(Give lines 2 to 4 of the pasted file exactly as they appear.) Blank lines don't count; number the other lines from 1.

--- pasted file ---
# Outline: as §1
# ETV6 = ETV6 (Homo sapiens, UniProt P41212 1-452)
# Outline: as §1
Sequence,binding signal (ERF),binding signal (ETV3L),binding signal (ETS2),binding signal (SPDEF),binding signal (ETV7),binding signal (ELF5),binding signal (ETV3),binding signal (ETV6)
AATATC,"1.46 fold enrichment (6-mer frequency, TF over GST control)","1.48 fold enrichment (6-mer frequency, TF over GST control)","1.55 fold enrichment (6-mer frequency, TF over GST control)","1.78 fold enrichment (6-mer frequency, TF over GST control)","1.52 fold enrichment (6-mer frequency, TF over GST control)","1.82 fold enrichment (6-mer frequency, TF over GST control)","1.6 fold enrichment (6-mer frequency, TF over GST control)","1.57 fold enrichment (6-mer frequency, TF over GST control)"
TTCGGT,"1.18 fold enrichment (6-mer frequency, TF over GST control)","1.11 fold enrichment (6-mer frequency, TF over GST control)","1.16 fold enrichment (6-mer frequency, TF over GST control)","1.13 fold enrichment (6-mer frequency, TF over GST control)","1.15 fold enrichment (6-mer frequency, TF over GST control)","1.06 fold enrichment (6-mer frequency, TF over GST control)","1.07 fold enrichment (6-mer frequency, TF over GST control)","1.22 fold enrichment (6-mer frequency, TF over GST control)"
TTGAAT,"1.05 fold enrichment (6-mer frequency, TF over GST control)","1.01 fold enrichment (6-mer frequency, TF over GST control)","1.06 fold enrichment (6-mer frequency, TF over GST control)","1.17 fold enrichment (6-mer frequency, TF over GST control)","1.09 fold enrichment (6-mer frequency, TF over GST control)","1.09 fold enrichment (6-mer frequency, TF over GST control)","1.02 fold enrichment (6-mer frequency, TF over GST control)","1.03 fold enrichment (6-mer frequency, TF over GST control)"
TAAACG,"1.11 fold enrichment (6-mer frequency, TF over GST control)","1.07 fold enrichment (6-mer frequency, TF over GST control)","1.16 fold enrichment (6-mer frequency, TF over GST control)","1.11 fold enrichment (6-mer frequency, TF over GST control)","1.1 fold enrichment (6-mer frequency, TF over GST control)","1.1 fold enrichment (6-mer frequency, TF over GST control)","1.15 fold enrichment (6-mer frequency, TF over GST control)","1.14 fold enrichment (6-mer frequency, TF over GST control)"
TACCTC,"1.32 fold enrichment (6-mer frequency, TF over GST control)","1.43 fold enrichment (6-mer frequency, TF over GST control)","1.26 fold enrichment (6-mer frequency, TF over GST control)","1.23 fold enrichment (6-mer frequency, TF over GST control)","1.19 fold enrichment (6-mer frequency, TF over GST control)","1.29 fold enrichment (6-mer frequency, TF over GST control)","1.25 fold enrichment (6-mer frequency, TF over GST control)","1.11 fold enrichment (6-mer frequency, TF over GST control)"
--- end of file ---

# ETV6 = ETV6 (Homo sapiens, UniProt P41212 1-452)
# Outline: as §1
Sequence,binding signal (ERF),binding signal (ETV3L),binding signal (ETS2),binding signal (SPDEF),binding signal (ETV7),binding signal (ELF5),binding signal (ETV3),binding signal (ETV6)